Lecompton and the history of the northwestern Douglas County city are gaining some attention in two recent publications.
The Lecompton Constitution is mentioned in the July issue of America’s Civil War magazine in an article about whether President James Buchanan could have stopped the war. Thomas A. Horrocks, an associate librarian of Houghton Library for Collections at Harvard University, wrote the article.
The Lecompton Constitution, written at Constitution Hall, was approved by the U.S. Senate in 1858 and endorsed by Buchanan. But the U.S. House rejected it by eight votes, preventing Kansas from becoming a slave state. Horrocks says the fallout hurt the Democrats’ chances to win the presidency in 1860, allowing Republican Abraham Lincoln the chance to benefit from a fractured Democratic party.
“It just shows you the importance of Lecompton and the significance this Freedom’s Frontier National Heritage Area has on the history of the United States and the Civil War period,” said Paul Bahnmaier, president of the Lecompton Historical Society.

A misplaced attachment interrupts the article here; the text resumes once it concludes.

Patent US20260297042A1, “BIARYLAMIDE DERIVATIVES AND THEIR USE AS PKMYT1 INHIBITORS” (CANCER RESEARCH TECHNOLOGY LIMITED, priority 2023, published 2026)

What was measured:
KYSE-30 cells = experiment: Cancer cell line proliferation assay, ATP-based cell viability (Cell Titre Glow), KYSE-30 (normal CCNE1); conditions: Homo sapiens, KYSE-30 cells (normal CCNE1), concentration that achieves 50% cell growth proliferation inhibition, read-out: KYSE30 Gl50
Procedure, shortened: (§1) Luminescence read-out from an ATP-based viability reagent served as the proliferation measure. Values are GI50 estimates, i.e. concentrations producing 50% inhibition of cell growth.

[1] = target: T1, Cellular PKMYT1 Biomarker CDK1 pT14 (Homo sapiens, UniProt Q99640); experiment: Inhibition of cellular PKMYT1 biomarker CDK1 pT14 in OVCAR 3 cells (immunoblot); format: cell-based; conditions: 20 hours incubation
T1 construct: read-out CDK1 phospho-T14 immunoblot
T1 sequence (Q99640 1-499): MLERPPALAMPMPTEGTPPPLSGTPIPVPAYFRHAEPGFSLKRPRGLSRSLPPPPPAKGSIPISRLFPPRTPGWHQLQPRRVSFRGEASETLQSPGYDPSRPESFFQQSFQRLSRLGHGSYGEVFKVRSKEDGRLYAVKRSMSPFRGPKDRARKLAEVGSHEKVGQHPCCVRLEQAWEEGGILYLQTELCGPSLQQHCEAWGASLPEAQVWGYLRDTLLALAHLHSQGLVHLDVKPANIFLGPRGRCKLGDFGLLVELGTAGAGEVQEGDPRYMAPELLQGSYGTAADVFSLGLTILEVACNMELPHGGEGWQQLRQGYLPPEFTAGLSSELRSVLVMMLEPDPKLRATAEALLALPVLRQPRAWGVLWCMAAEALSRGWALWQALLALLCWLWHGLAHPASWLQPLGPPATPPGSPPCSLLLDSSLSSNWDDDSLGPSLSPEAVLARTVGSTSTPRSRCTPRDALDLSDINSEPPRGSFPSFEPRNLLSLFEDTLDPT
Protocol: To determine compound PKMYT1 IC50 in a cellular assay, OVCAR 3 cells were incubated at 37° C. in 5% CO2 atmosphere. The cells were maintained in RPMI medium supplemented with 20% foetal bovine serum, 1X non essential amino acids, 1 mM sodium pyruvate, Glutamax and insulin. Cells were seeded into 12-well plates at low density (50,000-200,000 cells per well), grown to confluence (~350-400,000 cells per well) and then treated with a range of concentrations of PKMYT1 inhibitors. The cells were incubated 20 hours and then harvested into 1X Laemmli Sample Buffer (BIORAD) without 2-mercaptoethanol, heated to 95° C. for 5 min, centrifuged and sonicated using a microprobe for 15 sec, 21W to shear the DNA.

A recent book also includes Lecompton’s ties to a 20th century president. Kaye Eisenhower Morgan, President Dwight Eisenhower’s niece, recently wrote a book about her grandparents and Dwight Eisenhower’s parents, who met at Lane University and were married in Lecompton in 1885.
The book “The Eisenhower Legacy: A Tribute to Ida Stover Eisenhower and David Jacob Eisenhower” is on sale at the Territorial Capital Museum in Lecompton.
At 2 p.m. June 26, Ida and David Eisenhower’s wedding will be re-enacted as part of Territorial Days in Lecompton at the museum. The year marks the 125th anniversary of their wedding.